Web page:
Scientific papers usually cite work that is published in scientific journals. However, we understand that scientific papers published in these professional journals can be inaccessible by students, both in terms of difficulty and public availability. We encourage students to use and cite readily available resources such as textbooks, encyclopedias, and science magazines. All internet sources will be assessed by the reviewers and editors. Our Resources page contains helpful links for literature search.
How to Prepare for Submission
Submission and publication are on a rolling basis. Once a manuscript successfully goes through the review and editing processes (click here for details of the Review Process) it will immediately be published online.
How do I submit a manuscript?
Manuscript must be submitted as 1) the text of the article in Word (.doc or .docx), and 2) figures either as separate images (any image file format such as .jpg, .jpeg, or .tif) or compressed together as a .zip file. Tables should be included in the Word file along with the text. You should also submit any related files such as the Human Participant Consent form. Detailed instructions about how to upload your manuscript and figures in Editorial Manager can be found here.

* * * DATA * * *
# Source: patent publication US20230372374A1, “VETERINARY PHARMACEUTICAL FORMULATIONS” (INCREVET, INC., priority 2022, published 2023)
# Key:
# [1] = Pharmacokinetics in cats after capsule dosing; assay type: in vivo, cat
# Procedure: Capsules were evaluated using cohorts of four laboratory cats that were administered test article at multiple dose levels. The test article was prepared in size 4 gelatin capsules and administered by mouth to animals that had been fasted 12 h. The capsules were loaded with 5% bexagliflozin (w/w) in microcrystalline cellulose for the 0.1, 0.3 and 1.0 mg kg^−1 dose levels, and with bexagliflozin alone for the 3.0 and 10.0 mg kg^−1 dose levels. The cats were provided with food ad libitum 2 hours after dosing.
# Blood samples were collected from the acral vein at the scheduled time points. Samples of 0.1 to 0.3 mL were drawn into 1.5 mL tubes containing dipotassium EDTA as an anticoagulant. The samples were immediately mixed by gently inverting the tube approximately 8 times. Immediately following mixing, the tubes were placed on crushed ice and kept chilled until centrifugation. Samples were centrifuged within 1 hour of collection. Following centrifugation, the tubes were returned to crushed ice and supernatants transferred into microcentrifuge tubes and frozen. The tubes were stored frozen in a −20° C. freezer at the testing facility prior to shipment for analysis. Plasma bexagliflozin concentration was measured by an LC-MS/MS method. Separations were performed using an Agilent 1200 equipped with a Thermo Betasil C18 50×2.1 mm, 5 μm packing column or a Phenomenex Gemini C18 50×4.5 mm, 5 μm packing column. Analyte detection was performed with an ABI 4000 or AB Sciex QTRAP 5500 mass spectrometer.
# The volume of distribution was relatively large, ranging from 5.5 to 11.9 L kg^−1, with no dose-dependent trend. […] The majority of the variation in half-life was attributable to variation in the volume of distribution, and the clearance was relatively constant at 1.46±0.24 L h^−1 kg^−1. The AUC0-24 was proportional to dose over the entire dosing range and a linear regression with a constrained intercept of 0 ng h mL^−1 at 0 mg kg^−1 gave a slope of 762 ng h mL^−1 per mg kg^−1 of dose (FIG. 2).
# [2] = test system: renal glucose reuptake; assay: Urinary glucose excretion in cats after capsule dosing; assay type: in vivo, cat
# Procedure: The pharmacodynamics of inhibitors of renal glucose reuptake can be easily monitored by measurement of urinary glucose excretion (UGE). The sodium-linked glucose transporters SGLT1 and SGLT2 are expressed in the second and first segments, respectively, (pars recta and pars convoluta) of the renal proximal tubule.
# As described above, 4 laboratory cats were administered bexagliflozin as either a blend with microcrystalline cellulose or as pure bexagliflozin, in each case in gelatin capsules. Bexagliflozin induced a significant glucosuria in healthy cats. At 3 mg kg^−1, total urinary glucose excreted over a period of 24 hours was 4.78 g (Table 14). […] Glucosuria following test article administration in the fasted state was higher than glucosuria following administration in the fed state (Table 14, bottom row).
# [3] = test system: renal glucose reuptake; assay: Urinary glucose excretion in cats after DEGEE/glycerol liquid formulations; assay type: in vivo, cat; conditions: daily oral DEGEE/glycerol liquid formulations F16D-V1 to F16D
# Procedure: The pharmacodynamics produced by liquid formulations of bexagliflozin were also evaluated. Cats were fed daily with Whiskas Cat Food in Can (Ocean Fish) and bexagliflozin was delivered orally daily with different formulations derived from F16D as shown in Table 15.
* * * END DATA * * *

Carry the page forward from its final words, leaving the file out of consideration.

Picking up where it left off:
The maximum manuscript length (excluding the title page, references, figures and figure captions) is 10 pages (size 11 font, Times New Roman, 1.5 line spacing, 1 inch margins), but shorter manuscripts are quite acceptable.
All students that contributed to the project should be listed as authors, ordered based on their contribution to the project (largest contribution first). If multiple authors made the same contribution to the manuscript, note this by placing an asterisk next to the students’ names and a footnote on the title page. There are no restrictions on the number of authors that can contribute to a manuscript – it is acceptable for a single student or an entire class to submit a single manuscript.
Permissions and Licensing
All uncited data published in JEI must NOT be published in any other academic journal. This is particularly relevant if the research project was performed in a research lab under the guidance of a professor.
Everything published through JEI is free forever and licensed under the Creative Commons attribution non-commercial, no derivative license, so please distribute any articles that interest you!